Ruth did not allow all of the setbacks to discourage her. Instead she set to work to provide for herself and her mother in law. She was determined (Ruth 2:2), the King James Version uses the words, steadfastly minded, which I love. Ruth made a plan to go to work in the fields and she executed it, she didn’t throw a pity party, or look for a handout, she trusted God and she set to work. God did not forget her, he directed her. In his divine plan he sent her to just the right field to work in.
One of my other favorite parts of this story is that Ruth’s hard work was noticed by others and she developed a good reputation with the people that she interacted with (Ruth 2:7). I suspect that they saw God in her, and were impressed by her love for her mother in law and her work ethic. When the owner of the field returned from a trip he immediately asked who Ruth was (Ruth 2:5). The owners name was Boaz and he was apparently quite a catch. Boaz was so impressed with what he had heard about Ruth (Ruth 2:11), that he did everything he could to help her.
One important lesson from this story is how Ruth met Boaz. She was out working. She wasn’t sitting at home wishing she was married or waiting for her life to start. If Ruth had not been bold enough to venture out and work among women she didn’t know, in a land where she was a foreigner, she wouldn’t have met Boaz! While God is powerful enough to send us all a husband right to our front door, we shouldn’t expect that. We need to be open to trying new things, meeting new people and getting out of our comfort zone.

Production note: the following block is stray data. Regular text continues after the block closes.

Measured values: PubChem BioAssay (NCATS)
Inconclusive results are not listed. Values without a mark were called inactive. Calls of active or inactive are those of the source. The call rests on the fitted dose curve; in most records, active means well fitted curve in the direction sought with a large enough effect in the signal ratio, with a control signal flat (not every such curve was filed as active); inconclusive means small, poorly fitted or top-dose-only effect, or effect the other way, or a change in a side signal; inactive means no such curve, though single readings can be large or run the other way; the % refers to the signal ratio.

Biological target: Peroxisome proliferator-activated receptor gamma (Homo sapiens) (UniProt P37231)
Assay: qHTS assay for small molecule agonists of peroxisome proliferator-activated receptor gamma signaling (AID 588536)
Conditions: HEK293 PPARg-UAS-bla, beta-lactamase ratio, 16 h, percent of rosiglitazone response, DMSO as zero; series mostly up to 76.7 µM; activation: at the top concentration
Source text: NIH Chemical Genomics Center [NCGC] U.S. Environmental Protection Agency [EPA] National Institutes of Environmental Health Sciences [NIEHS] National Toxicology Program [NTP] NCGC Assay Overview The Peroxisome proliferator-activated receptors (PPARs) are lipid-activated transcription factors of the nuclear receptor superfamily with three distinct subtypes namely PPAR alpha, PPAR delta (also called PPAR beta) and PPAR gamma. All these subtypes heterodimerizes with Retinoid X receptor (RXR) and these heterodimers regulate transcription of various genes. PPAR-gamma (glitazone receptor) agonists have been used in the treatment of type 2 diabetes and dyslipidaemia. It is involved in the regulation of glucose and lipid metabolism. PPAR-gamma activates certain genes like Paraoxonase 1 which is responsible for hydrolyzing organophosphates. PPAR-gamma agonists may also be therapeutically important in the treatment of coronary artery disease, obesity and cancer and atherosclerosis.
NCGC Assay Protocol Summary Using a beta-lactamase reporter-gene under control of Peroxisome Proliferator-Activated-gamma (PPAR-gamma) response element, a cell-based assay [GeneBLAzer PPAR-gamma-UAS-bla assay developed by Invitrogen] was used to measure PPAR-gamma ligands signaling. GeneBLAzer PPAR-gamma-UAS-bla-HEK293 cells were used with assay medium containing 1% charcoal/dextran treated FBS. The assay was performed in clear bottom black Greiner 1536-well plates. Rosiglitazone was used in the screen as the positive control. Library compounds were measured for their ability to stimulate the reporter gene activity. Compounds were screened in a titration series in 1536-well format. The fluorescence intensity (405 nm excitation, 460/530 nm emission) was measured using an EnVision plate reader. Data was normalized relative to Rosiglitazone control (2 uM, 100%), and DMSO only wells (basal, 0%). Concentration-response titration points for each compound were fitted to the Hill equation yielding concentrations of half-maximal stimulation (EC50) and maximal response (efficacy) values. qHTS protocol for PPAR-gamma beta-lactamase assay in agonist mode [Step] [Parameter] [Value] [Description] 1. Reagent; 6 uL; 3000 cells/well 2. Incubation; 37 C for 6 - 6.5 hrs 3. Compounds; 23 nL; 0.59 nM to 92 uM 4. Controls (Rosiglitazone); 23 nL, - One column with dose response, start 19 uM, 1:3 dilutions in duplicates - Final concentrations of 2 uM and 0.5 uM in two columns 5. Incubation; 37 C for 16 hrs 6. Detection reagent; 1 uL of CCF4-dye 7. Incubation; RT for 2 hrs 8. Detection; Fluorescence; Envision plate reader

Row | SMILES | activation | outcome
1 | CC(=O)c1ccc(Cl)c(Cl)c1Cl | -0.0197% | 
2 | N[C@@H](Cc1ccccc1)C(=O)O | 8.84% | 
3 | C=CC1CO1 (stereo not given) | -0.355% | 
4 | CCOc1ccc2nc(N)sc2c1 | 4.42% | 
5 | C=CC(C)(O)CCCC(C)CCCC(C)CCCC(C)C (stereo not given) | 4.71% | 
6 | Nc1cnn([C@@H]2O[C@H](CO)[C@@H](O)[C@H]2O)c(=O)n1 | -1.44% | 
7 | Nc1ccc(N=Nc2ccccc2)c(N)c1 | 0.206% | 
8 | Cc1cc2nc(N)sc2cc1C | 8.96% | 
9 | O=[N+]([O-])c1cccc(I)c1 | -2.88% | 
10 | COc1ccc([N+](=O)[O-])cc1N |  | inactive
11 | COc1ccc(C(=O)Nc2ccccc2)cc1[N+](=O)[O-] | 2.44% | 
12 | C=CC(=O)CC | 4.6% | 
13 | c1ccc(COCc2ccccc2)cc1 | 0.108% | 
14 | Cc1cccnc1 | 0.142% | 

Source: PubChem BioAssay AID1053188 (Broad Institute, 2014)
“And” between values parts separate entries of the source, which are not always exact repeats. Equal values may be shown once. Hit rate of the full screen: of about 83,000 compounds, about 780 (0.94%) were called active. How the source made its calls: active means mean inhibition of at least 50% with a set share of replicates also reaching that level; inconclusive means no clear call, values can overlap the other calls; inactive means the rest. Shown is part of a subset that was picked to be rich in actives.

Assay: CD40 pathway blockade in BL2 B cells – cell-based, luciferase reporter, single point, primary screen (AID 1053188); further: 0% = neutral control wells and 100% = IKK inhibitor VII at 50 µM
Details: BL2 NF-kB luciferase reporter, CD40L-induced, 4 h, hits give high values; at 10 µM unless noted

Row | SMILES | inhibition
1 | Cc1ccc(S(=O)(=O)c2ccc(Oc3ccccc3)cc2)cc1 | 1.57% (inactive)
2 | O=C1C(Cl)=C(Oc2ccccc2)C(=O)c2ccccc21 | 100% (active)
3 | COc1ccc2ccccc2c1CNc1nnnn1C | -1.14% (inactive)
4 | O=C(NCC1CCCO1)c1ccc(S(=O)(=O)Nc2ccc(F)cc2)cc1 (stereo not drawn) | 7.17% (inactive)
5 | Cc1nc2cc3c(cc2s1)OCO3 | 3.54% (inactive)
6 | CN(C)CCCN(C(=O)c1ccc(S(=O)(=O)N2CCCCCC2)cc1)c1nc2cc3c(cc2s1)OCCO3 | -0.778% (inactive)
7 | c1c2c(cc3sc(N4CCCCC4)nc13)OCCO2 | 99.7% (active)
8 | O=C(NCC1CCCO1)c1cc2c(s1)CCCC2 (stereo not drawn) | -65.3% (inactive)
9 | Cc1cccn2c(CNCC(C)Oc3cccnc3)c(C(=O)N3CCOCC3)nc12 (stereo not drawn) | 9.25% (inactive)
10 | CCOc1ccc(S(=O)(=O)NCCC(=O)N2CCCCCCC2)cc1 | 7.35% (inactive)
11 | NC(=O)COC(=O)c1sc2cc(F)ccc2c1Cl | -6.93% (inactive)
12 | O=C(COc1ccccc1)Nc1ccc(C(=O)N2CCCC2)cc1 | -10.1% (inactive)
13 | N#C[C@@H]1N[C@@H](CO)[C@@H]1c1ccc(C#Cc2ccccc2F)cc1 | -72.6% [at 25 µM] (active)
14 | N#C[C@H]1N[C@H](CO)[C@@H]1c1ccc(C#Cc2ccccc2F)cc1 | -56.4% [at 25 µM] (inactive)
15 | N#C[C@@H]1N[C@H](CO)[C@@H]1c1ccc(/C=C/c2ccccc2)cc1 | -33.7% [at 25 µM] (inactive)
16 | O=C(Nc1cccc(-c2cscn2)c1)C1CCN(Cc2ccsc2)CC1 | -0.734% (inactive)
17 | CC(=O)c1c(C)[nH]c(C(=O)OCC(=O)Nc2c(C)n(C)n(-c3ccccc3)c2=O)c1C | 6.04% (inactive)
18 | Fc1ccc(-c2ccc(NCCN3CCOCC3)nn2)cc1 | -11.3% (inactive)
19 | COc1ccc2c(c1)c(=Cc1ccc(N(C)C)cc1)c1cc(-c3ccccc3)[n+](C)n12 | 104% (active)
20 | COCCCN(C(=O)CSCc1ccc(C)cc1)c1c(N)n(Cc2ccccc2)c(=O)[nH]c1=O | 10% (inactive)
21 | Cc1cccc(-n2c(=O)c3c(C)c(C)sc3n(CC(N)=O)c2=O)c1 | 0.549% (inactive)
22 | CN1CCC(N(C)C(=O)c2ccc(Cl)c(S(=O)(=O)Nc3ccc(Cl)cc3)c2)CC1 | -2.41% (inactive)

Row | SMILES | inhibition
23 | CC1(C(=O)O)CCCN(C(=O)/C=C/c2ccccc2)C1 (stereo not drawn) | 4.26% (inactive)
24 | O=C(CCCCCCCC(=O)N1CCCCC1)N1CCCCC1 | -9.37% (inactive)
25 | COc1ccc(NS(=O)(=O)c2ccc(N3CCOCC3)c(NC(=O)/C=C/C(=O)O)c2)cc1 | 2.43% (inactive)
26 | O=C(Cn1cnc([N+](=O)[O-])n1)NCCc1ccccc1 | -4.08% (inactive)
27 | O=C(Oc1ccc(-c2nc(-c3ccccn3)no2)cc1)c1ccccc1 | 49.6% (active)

Ruth definitely was not a wallflower, she wasn’t afraid to take action. In chapter 3, Naomi tells Ruth that since there are no men left in the family to arrange a marriage, they would need to take matters into their own hands. Ruth takes a huge risk and basically tells Boaz she wants to marry him! Boaz tells her that he is impressed with her noble character and that he’s noticed that she wasn’t running around trying to find herself a younger man to marry (Ruth 3:10-13). Wow! Talk about taking a leap of faith!
Ruth must’ve wondered why she was childless for 10 years and then became a widow. She could not have imagined the amazing plan God had for her life. After Ruth’s marriage to Boaz they had a son whose name was Obed. When he grew up Obed had son named Jesse, and a grandson named David, as in King David! Ruth was King David’s great grandmother. She is one of only 5 women listed in the genealogy of Jesus in the Bible and one of only 2 women to have a book of the Bible named after them. What an honor! Ruth did not abandon her commitments to God and family when things got rough, she remained faithful. God will bless us and direct our path if we remain faithful to him even when circumstances are not what we expected.